HAIRCUTS AND THE IMPOSSIBLES- CALL IT SOUL!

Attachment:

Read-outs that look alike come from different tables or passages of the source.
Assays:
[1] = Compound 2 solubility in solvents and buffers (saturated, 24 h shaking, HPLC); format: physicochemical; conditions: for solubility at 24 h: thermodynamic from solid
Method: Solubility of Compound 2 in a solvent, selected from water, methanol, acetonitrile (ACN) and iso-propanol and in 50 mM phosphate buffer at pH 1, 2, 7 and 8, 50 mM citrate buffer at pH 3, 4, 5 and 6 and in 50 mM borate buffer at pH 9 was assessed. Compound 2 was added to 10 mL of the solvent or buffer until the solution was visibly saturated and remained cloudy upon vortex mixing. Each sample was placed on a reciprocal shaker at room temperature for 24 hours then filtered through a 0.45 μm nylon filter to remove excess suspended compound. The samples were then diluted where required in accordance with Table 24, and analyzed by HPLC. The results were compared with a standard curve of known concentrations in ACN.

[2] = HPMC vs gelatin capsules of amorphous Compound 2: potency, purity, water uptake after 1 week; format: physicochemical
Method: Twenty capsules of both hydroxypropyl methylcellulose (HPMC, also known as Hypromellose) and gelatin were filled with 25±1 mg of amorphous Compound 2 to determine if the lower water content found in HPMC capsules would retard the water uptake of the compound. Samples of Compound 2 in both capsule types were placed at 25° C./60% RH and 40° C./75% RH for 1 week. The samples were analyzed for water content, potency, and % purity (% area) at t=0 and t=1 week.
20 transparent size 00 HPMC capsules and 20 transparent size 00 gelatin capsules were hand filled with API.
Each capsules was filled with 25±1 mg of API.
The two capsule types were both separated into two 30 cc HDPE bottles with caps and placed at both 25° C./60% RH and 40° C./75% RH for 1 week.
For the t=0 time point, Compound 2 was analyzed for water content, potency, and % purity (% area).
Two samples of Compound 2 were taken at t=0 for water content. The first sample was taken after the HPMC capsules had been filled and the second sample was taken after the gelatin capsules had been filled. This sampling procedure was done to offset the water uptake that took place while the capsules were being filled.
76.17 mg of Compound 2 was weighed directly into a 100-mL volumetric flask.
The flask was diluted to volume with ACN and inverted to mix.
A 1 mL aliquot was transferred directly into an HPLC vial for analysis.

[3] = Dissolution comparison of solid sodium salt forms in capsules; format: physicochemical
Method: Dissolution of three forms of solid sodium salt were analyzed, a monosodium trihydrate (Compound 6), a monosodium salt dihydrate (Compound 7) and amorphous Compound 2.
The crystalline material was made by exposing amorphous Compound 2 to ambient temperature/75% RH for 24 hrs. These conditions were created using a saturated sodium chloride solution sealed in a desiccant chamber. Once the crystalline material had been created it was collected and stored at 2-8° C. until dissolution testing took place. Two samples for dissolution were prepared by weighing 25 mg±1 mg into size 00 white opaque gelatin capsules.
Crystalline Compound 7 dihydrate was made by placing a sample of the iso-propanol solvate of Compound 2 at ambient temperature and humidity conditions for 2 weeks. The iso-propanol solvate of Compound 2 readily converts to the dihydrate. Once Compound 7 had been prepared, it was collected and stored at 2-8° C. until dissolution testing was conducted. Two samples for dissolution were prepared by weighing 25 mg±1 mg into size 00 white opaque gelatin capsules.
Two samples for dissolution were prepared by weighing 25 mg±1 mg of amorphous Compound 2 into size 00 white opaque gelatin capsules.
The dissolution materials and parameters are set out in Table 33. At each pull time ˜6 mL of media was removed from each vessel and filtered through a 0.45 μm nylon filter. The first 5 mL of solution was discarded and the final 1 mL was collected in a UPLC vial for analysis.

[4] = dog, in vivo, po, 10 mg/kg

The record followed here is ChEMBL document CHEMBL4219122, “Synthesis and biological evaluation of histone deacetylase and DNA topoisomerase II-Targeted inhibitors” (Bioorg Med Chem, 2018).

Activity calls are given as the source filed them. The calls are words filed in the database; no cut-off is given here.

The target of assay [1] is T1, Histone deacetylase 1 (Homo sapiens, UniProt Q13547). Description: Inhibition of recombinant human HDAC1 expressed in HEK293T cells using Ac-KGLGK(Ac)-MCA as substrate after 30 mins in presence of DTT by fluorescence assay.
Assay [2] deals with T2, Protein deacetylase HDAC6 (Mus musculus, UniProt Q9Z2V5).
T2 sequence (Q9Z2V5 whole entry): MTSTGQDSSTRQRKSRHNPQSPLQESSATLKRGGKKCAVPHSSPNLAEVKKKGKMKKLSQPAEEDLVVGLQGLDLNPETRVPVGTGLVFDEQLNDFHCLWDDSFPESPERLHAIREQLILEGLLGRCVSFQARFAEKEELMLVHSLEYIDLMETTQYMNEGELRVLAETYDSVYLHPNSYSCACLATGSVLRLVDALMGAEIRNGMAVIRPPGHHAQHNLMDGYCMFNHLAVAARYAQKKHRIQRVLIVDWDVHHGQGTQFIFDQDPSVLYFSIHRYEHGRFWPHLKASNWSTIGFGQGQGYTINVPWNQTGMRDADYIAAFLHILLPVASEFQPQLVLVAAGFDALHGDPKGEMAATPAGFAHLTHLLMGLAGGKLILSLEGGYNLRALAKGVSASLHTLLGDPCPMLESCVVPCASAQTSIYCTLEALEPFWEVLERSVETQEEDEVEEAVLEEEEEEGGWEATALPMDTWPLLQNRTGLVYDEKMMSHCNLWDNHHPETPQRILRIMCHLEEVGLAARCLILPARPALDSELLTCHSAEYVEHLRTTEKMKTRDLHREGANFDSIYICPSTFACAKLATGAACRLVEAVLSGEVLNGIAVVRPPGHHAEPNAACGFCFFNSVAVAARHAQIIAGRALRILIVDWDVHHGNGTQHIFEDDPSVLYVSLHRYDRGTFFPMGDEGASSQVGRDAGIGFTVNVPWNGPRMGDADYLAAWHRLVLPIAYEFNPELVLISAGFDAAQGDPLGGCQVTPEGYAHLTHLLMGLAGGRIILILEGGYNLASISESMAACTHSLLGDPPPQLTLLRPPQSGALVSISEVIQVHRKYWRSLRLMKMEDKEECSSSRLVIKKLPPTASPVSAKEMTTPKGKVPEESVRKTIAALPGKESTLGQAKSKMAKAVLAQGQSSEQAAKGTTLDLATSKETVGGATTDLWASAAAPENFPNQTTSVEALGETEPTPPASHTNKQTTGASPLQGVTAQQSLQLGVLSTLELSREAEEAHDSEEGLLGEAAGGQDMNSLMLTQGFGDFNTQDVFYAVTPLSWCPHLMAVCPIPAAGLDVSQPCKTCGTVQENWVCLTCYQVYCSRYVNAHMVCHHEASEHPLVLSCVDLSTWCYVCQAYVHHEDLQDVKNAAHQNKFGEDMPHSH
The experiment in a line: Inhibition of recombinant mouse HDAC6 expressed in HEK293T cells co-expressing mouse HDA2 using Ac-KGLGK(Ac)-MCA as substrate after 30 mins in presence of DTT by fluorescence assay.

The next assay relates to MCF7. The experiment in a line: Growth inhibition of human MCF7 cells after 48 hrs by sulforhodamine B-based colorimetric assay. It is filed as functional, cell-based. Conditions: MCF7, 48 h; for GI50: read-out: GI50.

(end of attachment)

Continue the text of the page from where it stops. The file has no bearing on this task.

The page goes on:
Here’s another GREAT low budget exploito supermarket psychedelia cash-in album, this time by the Haircuts and the Impossibles. The album is called “Call it Soul!”, which is what they do, and it’s on the Somerset label. Some claim this dates from 1966, which is impossible since they cover the Beatles “Why Don’t We Do It In the Road” – so unless they had access to Paul’s demo reels or a time machine, 1968 or 1969 is more like it. Note that this album sports the same photograph of groovy frugging go-go girls that was on the front cover (uncropped) of the Mustang’s “Organ Freakout!” from 1966, also on the Somerset label. For what that’s worth. Now, onto the music – and I’m not sure WHAT these “hip” studio bands back then were smoking, but these guys seem to just go NUTS with the fuzz guitar, saturating the grooves with a dense layer of fuzz and distortion that major label bands wouldn’t DARE match. The title’s slightly misleading – only some of the time are they “calling it soul”, and when they do, you wish they wouldn’t. But when they call it go-go, or call it punk, that’s when the Haircuts and the Impossibles REALLY shine – take “Bun Buster”, a cool funky go-go instrumental that lets loose with TWO wicked FUZZ guitar solos, one in each speaker! Now THAT’S what we’re talking about! “Inside Looking Out” imagines Creedence Clearwater Revival scoring a dance club scene for the film “What’s Good for the Goose” – it’s a cool as heck bluesy go-go shaker with funky Hammond organ and snakey swamp rock rhythm. But the best thing on here BY FAR is the AMAZING “Sock it My Way”, an absolute MONSTER trippy psychedelic instrumental with some KILLER super-delayed trippy fuzz guitar chords that SLASH their way through the maelstrom like the knife-edged fuzz scrapings of vintage Smoke on “My Friend Jack.” Add some rolling drums and trippy sound effects, and this one comes off like the budget label version of Pink Floyd’s “Careful With That Axe, Eugene.” And just because the Haircuts and the Impossibles had only one THOUSANDTH of the budget given to Roger Waters and company, doesn’t mean their ambitions were any less huge. Which is why you’ll get just as big a rush out of this cosmic head trip as you did when you first heard “Saucerful of Secrets.” Cover is M- still in the shrink! Disc is also M-!